Reconciliation, Commemoration, and Preservation
In the wake of the bloodiest, most destructive war of the century, the North and South sought political and cultural reconciliation. Soldiers on both sides sought to reconcile with former enemies by recognizing and commemorating their shared sacrifice. The Reconstruction-era goal of equality for Americans of color was largely abandoned by white Americans.
The varied efforts at commemoration and preservation by succeeding generations illustrate society's evolving values and views on the Civil War.
Showing results 1-5 of 11
Petersburg National Battlefield
After the Battle of Petersburg the dead were buried in shallow graves, most without grave markers. One year after the war ends a National Cemetery was established so that those Union soldiers who fell in the battle may be properly honored. Read more
Antietam National Battlefield
Following the Battle of Antietam in 1862, there were few cemeteries to inter the dead. Shallow graves were dug to quickly bury the remains of the battle, yet a permanent solution was needed. The result was Antietam National Cemetery, the final resting place for United States troops that had fallen during the Maryland Campaign. Read more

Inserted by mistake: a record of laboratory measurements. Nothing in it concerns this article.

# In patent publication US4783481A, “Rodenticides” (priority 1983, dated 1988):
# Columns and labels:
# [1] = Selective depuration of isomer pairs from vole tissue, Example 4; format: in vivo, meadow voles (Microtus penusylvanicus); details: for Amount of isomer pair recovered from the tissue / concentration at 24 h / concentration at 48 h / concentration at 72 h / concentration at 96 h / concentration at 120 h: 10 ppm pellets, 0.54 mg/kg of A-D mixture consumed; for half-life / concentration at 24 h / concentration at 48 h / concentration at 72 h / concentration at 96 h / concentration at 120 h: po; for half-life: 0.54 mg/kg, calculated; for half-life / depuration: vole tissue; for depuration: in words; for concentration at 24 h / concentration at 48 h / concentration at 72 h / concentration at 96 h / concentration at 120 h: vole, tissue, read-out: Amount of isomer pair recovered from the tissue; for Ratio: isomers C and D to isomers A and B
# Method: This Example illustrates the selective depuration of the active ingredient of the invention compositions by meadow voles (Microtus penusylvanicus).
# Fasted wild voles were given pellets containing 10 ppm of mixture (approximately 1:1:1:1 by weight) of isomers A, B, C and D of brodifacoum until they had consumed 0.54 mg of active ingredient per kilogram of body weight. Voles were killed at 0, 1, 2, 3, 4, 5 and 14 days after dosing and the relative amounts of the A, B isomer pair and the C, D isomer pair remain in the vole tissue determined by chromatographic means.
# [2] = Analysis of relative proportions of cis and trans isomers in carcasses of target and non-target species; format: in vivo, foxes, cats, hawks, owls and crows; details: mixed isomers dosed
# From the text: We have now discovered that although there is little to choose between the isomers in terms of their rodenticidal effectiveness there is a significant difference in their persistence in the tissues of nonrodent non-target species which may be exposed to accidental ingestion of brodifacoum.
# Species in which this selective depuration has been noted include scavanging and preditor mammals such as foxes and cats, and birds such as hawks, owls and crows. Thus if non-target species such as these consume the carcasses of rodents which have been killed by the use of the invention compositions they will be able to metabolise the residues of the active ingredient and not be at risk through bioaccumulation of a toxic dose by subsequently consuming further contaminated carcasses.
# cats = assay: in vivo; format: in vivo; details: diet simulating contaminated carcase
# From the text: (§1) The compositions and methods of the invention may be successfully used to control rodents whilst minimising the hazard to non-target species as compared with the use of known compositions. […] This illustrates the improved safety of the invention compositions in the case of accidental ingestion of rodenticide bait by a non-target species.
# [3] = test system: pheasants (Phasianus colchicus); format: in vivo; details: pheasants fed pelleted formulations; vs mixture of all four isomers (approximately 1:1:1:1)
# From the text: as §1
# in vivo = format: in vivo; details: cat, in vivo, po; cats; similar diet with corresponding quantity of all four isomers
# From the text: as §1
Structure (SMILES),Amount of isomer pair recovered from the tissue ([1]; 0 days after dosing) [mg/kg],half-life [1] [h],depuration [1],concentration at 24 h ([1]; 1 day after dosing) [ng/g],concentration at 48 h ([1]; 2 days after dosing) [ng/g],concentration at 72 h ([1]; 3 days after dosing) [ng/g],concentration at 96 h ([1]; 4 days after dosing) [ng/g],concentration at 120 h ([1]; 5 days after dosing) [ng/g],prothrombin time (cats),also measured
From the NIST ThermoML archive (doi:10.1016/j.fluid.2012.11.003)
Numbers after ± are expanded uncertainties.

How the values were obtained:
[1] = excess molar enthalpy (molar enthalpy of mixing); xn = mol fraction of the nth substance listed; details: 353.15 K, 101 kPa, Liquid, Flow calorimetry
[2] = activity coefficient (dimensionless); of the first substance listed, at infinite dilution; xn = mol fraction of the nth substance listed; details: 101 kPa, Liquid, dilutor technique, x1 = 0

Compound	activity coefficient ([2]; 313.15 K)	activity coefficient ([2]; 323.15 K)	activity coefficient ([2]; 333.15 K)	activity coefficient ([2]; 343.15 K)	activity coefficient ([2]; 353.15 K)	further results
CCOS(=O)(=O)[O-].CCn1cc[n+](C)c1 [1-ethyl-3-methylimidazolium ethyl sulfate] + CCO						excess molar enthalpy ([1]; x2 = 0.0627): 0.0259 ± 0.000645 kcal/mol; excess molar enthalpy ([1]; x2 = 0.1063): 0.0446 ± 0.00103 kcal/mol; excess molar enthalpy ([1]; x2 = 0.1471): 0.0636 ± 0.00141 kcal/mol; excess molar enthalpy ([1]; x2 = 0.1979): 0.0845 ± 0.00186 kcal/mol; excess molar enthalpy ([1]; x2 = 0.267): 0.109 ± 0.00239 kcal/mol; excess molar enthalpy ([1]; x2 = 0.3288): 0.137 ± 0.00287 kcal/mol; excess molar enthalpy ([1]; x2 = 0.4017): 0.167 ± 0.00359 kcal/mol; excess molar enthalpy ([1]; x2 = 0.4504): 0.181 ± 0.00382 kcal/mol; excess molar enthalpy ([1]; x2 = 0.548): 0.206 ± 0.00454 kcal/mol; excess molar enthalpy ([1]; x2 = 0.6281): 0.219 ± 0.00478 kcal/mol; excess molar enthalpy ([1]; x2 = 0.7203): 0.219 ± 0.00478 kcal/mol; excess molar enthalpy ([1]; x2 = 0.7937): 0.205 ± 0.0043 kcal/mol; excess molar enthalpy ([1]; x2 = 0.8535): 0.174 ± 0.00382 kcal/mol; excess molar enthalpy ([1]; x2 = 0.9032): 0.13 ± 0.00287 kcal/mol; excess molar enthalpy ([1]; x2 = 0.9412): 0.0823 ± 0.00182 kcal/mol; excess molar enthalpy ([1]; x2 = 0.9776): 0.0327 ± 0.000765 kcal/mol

The Civil War culminated eighty years of sectional tensions - tensions begot at various times and places by debate over economic policies and practices, cultural values, the extent and reach of the Federal government, but, most importantly, the role of slavery within an American society striving for identity and economic strength on the world stage. Read more
The somber aftermath of Civil War battles introduced Americans--North and South--to death on an unprecedented scale and of an unnatural kind, often ending in an unmarked grave far from home. Neither individuals, nor institutions, nor governments were prepared to deal with death on such a massive scale, for never before or since have we killed so many of our own. The Civil War revolutionized the American military's approach to caring for the dead, leading to our modern culture of reverence for military death. Read more